You are here:Home/Resources/ Highlights from the Collections/ Written in Knots: Undeciphered Accounts of Andean Life/ Inka

Inka Khipus (1450–1534 CE)

“Y como para cada cosa . . . de vasallos, de tributos, ganados, leyes, ceremonias y todo lo demás tuviesen contadores . . . aquellas estaba en hilos y madejas de por si, como cuadernos sueltos.” (Garcilazo de la Vega 1991 [1609–1617]: 129)

“They had special accountants . . . for the number of vassals, tributes, flocks, laws, ceremonies, . . . everything was recorded on threads and knots, which were like notebooks.” (Garcilazo de la Vega 1966 [1609–1617]: 124–125)

The Inka Empire—a massive yet efficient bureaucracy sustained through effective record keeping—presumably inherited the khipu tradition from the Wari. Inka khipus are highly standardized and make greater use of the natural shades of cotton and camelid fiber, including gray, black, and brown, than their Wari counterparts. Perhaps to meet the needs of a vast bureaucracy, the Inka advanced the base-10 positional knot system, making it easier to read the numbers on pendant and subsidiary cords. They also introduced the practice of creating khipu duplicates to avoid mistakes and prevent information tampering.

The Inka recorded not only quantitative data like censuses and tribute records but also narrative information in their khipus. Statistical khipus use color banding, color seriation, and a base-10 positional knot system to record census, tax, and other accounting information. Chroniclers attested that narrative information—laws and punishment, astrology, poetry, and history—was also recorded in khipus. The characteristics of such narrative khipus have not yet been identified.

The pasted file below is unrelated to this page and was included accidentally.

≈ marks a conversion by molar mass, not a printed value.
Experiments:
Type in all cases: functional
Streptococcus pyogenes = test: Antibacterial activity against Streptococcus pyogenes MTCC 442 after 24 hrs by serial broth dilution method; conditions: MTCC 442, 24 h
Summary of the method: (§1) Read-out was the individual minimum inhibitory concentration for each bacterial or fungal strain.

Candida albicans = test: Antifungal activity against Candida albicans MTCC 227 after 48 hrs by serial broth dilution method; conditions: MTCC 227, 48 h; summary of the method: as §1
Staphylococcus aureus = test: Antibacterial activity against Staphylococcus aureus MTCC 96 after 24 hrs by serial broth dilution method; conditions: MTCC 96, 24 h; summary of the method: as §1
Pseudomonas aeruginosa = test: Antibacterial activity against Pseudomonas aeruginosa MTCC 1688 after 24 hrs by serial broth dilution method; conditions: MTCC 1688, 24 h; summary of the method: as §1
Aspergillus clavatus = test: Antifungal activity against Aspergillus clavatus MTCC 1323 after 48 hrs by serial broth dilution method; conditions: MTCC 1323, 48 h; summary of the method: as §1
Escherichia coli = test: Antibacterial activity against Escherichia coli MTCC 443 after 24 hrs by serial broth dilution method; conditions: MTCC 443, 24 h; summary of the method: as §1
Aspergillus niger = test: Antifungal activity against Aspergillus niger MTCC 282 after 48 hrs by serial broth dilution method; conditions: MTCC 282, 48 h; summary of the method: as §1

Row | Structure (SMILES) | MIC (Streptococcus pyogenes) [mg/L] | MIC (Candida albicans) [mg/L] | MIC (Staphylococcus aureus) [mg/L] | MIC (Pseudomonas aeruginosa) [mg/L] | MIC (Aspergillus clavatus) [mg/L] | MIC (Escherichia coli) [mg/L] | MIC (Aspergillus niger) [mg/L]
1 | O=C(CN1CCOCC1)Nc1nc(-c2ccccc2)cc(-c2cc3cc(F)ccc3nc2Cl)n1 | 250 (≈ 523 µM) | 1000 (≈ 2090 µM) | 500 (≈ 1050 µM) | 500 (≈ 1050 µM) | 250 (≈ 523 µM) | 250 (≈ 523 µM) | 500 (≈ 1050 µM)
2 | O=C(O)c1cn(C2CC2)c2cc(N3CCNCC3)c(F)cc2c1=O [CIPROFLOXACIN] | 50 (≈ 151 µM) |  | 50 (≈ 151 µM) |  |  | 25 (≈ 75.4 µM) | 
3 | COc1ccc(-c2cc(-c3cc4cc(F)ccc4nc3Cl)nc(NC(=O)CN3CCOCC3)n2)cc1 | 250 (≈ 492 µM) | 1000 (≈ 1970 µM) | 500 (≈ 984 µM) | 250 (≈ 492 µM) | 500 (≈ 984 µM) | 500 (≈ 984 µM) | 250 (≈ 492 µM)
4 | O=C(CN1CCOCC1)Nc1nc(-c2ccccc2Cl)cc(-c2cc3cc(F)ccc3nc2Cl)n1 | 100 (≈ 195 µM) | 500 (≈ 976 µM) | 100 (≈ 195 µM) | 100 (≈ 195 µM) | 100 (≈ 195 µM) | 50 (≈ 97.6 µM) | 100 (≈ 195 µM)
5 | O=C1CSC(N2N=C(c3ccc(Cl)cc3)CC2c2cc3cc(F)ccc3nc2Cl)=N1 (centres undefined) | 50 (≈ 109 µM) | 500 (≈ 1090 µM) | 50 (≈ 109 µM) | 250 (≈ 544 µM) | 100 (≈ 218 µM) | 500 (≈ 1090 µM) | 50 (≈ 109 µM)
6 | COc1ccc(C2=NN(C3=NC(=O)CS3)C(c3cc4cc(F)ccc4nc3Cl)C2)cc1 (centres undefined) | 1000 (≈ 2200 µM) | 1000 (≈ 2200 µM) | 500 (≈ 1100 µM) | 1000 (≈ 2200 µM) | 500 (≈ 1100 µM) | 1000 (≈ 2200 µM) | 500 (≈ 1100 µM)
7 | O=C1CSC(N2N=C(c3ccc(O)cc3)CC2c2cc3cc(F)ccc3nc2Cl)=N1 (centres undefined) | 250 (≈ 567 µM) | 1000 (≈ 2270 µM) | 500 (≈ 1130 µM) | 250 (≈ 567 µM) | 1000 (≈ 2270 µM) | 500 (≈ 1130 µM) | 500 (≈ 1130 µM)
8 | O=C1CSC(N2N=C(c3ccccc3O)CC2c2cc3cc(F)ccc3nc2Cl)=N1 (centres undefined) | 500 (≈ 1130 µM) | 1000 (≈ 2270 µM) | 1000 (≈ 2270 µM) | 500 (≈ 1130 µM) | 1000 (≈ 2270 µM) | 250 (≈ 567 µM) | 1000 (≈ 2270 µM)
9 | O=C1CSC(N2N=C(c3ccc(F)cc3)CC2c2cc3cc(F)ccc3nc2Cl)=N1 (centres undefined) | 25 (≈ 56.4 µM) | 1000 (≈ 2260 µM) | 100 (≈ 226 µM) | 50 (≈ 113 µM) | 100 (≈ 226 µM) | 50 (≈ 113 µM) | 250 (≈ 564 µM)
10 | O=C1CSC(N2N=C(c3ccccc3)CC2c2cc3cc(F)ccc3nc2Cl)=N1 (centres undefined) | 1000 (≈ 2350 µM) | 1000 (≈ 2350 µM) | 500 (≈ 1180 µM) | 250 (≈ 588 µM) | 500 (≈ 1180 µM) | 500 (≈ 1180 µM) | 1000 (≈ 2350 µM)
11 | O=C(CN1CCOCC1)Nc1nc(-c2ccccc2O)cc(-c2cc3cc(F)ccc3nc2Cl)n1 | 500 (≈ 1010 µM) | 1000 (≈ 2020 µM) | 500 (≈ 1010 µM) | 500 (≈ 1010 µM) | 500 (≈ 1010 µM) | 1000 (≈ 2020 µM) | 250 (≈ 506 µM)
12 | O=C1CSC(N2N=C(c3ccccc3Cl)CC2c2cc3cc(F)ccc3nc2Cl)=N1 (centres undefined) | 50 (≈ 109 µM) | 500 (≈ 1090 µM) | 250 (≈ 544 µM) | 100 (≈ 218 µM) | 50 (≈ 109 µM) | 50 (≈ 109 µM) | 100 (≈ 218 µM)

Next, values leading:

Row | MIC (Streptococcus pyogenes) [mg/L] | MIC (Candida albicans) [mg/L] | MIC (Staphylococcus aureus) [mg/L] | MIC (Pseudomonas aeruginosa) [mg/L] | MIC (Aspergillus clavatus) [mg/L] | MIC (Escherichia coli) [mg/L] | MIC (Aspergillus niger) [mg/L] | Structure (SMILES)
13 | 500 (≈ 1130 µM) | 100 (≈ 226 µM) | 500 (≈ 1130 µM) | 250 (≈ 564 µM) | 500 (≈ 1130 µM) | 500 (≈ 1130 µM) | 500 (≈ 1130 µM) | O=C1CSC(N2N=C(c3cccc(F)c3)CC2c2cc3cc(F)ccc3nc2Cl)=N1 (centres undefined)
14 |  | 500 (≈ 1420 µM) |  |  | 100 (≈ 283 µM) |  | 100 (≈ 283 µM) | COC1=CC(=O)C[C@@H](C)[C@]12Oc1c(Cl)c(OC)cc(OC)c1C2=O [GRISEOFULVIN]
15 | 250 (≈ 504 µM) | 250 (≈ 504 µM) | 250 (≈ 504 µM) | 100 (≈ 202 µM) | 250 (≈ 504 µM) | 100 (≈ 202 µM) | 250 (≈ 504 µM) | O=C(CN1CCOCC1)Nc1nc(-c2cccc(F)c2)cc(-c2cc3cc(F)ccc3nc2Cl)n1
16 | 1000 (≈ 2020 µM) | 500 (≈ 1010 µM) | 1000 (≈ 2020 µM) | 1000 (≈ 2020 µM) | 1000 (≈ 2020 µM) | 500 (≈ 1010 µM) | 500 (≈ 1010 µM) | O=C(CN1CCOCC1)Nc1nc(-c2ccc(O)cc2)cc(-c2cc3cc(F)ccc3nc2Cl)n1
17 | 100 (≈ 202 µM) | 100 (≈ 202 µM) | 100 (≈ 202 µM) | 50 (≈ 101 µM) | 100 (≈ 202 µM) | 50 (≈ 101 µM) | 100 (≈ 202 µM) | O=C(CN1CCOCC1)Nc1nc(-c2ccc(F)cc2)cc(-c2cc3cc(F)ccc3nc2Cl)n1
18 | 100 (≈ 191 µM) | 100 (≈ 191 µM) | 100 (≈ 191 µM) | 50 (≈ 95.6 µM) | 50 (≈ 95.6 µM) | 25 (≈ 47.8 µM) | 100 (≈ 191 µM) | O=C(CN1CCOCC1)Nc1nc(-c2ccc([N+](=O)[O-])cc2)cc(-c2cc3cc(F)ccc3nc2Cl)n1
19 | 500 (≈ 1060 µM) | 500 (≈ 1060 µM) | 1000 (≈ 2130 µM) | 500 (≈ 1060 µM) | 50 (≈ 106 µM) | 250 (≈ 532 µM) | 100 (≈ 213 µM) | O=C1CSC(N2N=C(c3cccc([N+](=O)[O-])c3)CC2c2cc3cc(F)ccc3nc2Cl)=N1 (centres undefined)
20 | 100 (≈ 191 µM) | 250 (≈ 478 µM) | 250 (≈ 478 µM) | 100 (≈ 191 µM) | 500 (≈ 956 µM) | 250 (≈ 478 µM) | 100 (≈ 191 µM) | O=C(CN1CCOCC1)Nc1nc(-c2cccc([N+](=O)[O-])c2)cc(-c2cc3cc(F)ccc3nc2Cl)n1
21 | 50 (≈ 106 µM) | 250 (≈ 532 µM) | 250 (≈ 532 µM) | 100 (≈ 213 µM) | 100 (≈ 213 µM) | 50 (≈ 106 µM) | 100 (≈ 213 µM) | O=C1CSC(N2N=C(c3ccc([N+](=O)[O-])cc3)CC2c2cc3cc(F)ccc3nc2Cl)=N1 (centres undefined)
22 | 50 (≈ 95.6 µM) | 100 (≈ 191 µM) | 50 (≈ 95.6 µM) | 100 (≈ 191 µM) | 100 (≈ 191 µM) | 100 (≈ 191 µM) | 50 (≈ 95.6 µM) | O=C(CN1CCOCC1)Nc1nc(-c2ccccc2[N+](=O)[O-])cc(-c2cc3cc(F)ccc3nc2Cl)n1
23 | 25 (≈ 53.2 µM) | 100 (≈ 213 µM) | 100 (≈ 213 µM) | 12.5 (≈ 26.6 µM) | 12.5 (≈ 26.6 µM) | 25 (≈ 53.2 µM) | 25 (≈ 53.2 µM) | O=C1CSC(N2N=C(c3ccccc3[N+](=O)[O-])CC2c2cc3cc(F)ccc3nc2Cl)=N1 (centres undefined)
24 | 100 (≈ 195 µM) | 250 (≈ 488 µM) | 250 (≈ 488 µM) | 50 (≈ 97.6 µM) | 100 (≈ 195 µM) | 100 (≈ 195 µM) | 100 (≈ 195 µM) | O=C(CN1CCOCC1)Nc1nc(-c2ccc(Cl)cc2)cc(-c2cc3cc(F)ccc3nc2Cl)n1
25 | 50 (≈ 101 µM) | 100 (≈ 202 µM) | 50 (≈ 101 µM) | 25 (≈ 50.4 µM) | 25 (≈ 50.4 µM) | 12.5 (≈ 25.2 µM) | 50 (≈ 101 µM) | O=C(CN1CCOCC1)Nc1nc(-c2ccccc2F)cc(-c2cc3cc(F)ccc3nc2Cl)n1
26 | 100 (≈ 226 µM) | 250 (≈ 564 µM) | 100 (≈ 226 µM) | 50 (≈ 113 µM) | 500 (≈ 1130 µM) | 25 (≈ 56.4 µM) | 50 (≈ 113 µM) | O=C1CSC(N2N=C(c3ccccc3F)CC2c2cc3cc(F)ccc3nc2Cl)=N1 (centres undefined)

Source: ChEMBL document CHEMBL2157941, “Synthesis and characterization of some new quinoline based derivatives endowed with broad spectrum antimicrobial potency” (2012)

Inka Khipu Types

Inka khipus come in three types: pendant, linked, and wooden bar. Linked (where multiple khipus are tied together) and pendant types sometimes have a main cord with a kayte—a colorful button-like knot indicating a khipu’s purpose and subject matter—at the beginning of a main cord and a tail at the other end. Wooden-bar khipus have holes drilled through the bar through which the main cord is threaded and to which the pendant cords are attached.

Linked khipus (photo by Dr. Gary Urton)

Pendant khipu (ANT.019236.001: Yale Peabody Museum of Natural History: Photo by Moore, B.P., 2010).

Wooden bar khipu (Staatliche Museen zu Berlin – Ethnologisches Museum, cat. no. VA 16635)

 

Khipukamayuq (Quipucamayoc, “knot maker/organizer/animator”)

Inka and khipukamayuq at a state storehouse (Adapted from Murra et al., 1980)

The chroniclers make it clear that only khipukamayuq—men specially trained in khipu rules and conventions—knew how to use khipus. This knowledge was passed on generationally, suggesting a khipukamayuq class. These specialists were located throughout the empire, both geographically and hierarchically, from the community level (ayllus) up through all ten levels of Inka administration. They were also stationed at state storehouses (qolcas) and lodges (tambos) along the Inka Road (Qhapaq Ñan).




Learn More